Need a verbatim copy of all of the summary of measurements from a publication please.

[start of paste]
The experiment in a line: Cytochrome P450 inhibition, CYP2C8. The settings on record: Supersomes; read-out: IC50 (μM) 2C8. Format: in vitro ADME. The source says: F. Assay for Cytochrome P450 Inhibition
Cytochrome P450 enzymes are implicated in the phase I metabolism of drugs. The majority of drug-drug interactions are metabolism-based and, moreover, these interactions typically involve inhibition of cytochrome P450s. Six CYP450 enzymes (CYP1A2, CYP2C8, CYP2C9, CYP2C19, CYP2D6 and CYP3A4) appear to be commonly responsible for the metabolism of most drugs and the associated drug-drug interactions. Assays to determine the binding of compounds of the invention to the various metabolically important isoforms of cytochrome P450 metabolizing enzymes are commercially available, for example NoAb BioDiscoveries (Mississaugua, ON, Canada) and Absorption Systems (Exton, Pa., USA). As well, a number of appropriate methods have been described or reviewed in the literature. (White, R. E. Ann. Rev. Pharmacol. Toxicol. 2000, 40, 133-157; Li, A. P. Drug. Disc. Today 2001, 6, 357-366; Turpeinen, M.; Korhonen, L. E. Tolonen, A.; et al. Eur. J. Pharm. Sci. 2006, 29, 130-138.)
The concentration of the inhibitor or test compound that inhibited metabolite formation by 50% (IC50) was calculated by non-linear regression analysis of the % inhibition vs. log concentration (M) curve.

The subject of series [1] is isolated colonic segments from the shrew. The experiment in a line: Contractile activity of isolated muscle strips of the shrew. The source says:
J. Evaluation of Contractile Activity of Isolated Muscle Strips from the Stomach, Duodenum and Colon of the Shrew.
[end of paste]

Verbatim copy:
The experiment in a line: Cytochrome P450 inhibition, CYP2C8. The settings on record: Supersomes; read-out: IC50 (μM) 2C8. Format: in vitro ADME. The source says: F. Assay for Cytochrome P450 Inhibition
Cytochrome P450 enzymes are implicated in the phase I metabolism of drugs. The majority of drug-drug interactions are metabolism-based and, moreover, these interactions typically involve inhibition of cytochrome P450s. Six CYP450 enzymes (CYP1A2, CYP2C8, CYP2C9, CYP2C19, CYP2D6 and CYP3A4) appear to be commonly responsible for the metabolism of most drugs and the associated drug-drug interactions. Assays to determine the binding of compounds of the invention to the various metabolically important isoforms of cytochrome P450 metabolizing enzymes are commercially available, for example NoAb BioDiscoveries (Mississaugua, ON, Canada) and Absorption Systems (Exton, Pa., USA). As well, a number of appropriate methods have been described or reviewed in the literature. (White, R. E. Ann. Rev. Pharmacol. Toxicol. 2000, 40, 133-157; Li, A. P. Drug. Disc. Today 2001, 6, 357-366; Turpeinen, M.; Korhonen, L. E. Tolonen, A.; et al. Eur. J. Pharm. Sci. 2006, 29, 130-138.)
The concentration of the inhibitor or test compound that inhibited metabolite formation by 50% (IC50) was calculated by non-linear regression analysis of the % inhibition vs. log concentration (M) curve.

The subject of series [1] is isolated colonic segments from the shrew. The experiment in a line: Contractile activity of isolated muscle strips of the shrew. The source says:
J. Evaluation of Contractile Activity of Isolated Muscle Strips from the Stomach, Duodenum and Colon of the Shrew.